Many organizations often have a cumbersome and extensive budgeting process. Sometimes, the budgeting endeavor includes endless hours and late nights — not to mention that constant battle for the “right amount” of money to run business units year to year.
Vendor management is always in a precarious position since it’s not normally an area thought of as a mainstream business activity and doesn’t generate sales for the organization the way other business units will. However, vendor management does add to the organization’s bottom line, if the program has the investment to do it right.
3 Primary Forms of Investment and Why You Need Them
1. Well-qualified staff with internal expertise.
You need a team to do the job right. But, not just any team. In many cases, third-party risk requires experience and credentials. Take a good hard look at your internal resources as vendor management requires time from legal, compliance, audit, IT and other areas of expertise to make sure vendor management processes flow smoothly and due diligence is completed with the right level of input.
If you can’t hire someone with the qualifications and credentials required – perhaps due to budget constraints and obstacles around full-time resources – consider looking outside of your organization for contract help in areas like business continuity planning, financial analysis, information security and compliance. By partnering with an outsourced due diligence provider you can receive expert assistance at a fraction of the cost, give time back to your internal staff to focus on other initiatives and the outsourced team can serve as an extension to your staff.
Pro Tip: If you do need to outsource services, be sure to extensively weigh the pros and cons. Leaning on their expertise and added protection can be what saves your organization from a third-party data breach… and that kind of peace of mind is just about priceless.
2. Ongoing training.
It’s imperative that you create an ongoing training program for third-party risk management. This will require a bit of planning to decide what format and type of training is most appropriate and effective. No matter how you spin it, developing and/or planning for training requires both time and money to keep your team up to speed on regulatory changes and best practices.
So, be sure to consider ongoing development when determining budget and where your team will spend their time. Some webinars are free. However, some webinars may require you to pay money or you may need to attend industry conferences to remain educated and maintain your Continuing Professional Education (CPE) credits. Be sure to set aside some travel money and do your research to find the webinars or conferences that are most suitable for your team.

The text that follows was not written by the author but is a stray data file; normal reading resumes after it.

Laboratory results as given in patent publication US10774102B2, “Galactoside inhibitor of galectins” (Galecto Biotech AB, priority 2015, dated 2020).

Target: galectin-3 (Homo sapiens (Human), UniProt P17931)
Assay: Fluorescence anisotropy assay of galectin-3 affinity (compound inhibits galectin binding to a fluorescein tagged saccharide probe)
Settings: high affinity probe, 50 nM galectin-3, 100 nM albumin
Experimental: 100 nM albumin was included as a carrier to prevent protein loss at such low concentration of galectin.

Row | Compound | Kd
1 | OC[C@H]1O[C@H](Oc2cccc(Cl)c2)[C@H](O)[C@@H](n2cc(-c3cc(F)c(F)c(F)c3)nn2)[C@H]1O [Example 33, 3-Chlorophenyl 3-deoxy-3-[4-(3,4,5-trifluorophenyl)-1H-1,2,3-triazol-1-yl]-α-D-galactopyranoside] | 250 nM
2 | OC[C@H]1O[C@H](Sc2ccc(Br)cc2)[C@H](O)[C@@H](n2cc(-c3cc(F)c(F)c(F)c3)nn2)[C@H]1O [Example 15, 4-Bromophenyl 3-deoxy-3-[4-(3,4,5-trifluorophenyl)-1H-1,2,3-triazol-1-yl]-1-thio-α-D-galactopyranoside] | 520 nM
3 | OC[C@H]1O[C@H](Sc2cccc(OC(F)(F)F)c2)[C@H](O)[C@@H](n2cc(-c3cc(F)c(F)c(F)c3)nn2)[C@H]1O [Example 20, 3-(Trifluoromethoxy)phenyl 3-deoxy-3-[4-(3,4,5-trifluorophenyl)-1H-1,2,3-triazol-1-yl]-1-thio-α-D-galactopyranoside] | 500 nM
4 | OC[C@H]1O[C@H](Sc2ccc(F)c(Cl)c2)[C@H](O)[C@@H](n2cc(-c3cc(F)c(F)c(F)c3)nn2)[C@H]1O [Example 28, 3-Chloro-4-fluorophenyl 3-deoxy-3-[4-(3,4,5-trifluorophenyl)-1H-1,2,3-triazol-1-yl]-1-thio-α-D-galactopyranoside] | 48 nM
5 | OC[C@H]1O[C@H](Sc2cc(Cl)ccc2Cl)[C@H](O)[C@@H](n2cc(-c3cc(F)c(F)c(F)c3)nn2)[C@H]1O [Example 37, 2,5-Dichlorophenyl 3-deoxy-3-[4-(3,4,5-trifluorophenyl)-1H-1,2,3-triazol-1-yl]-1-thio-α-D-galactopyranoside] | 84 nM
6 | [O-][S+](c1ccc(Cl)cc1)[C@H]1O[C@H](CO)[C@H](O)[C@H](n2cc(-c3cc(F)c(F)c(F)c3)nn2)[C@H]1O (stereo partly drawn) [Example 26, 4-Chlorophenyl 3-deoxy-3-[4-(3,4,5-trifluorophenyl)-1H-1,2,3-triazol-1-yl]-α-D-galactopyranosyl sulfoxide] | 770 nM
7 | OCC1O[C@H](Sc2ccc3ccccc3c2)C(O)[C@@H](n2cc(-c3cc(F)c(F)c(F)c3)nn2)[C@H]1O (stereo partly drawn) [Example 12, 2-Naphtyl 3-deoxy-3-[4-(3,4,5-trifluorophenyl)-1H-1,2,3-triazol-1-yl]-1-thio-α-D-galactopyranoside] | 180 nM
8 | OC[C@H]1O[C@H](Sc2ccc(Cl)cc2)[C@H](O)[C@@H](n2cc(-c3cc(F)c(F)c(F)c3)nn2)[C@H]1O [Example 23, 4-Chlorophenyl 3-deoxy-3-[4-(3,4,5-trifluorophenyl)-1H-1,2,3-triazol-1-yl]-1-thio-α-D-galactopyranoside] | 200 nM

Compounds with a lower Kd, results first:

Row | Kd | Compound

3. Effective platform (Software as a Service).
The days of handling third-party risk in an Excel spreadsheet are long gone. There is too much room for error. You need a streamlined system that gives insight into upcoming key dates and your current stance on due diligence. Automation will help consolidate the work to be completed on your side.
Many software tools exist, but look for ones that are intuitive and that allow you to manage, organize, record and report on your vendor management activities. Other features you should look for are integration with data collection and access, workflow tools for review and approvals, notifications to users for expiration/renewal terms as well as risk assessment tools that will allow your team to calculate both the inherent and residual risk your vendors pose.
Now that you understand how proper investment helps organizations perform vendor management well, don’t forget to track all of these investments and report it regularly to your board or directors and examiners. Demonstrating that third-party risk is an investment and not just a once a year perfunctory exercise is crucial.
When done well, third-party risk management can really help to drive a strategic advantage through better control of quality, competitive strategies to maximize return on expense, and avoiding costly compliance and regulatory errors. It’s a good idea to outline these advantages when sharing the investment you’ll want the board and your examiners. This will better help them understand why it’s so important.
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